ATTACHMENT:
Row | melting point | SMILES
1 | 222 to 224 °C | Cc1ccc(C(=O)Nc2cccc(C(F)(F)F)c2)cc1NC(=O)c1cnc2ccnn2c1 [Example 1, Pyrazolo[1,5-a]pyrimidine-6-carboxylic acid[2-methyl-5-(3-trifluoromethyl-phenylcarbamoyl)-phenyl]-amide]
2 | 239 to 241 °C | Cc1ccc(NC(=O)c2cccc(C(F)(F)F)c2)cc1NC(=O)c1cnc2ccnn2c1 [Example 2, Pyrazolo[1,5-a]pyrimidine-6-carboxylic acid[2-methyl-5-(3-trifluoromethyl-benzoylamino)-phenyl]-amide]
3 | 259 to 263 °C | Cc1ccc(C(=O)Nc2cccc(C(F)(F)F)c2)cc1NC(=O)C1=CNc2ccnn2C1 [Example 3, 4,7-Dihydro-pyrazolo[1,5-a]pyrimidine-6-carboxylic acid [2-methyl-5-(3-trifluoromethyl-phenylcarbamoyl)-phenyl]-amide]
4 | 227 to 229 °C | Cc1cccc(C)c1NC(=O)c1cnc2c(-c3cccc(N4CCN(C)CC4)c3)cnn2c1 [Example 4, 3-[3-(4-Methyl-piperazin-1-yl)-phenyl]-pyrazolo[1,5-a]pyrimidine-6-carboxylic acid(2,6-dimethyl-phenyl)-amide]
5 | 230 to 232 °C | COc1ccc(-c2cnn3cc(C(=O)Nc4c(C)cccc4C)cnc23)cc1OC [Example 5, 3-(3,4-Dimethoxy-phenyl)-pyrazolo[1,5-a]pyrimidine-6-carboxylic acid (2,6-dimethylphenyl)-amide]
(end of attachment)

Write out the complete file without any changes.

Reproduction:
Row | melting point | SMILES
1 | 222 to 224 °C | Cc1ccc(C(=O)Nc2cccc(C(F)(F)F)c2)cc1NC(=O)c1cnc2ccnn2c1 [Example 1, Pyrazolo[1,5-a]pyrimidine-6-carboxylic acid[2-methyl-5-(3-trifluoromethyl-phenylcarbamoyl)-phenyl]-amide]
2 | 239 to 241 °C | Cc1ccc(NC(=O)c2cccc(C(F)(F)F)c2)cc1NC(=O)c1cnc2ccnn2c1 [Example 2, Pyrazolo[1,5-a]pyrimidine-6-carboxylic acid[2-methyl-5-(3-trifluoromethyl-benzoylamino)-phenyl]-amide]
3 | 259 to 263 °C | Cc1ccc(C(=O)Nc2cccc(C(F)(F)F)c2)cc1NC(=O)C1=CNc2ccnn2C1 [Example 3, 4,7-Dihydro-pyrazolo[1,5-a]pyrimidine-6-carboxylic acid [2-methyl-5-(3-trifluoromethyl-phenylcarbamoyl)-phenyl]-amide]
4 | 227 to 229 °C | Cc1cccc(C)c1NC(=O)c1cnc2c(-c3cccc(N4CCN(C)CC4)c3)cnn2c1 [Example 4, 3-[3-(4-Methyl-piperazin-1-yl)-phenyl]-pyrazolo[1,5-a]pyrimidine-6-carboxylic acid(2,6-dimethyl-phenyl)-amide]
5 | 230 to 232 °C | COc1ccc(-c2cnn3cc(C(=O)Nc4c(C)cccc4C)cnc23)cc1OC [Example 5, 3-(3,4-Dimethoxy-phenyl)-pyrazolo[1,5-a]pyrimidine-6-carboxylic acid (2,6-dimethylphenyl)-amide]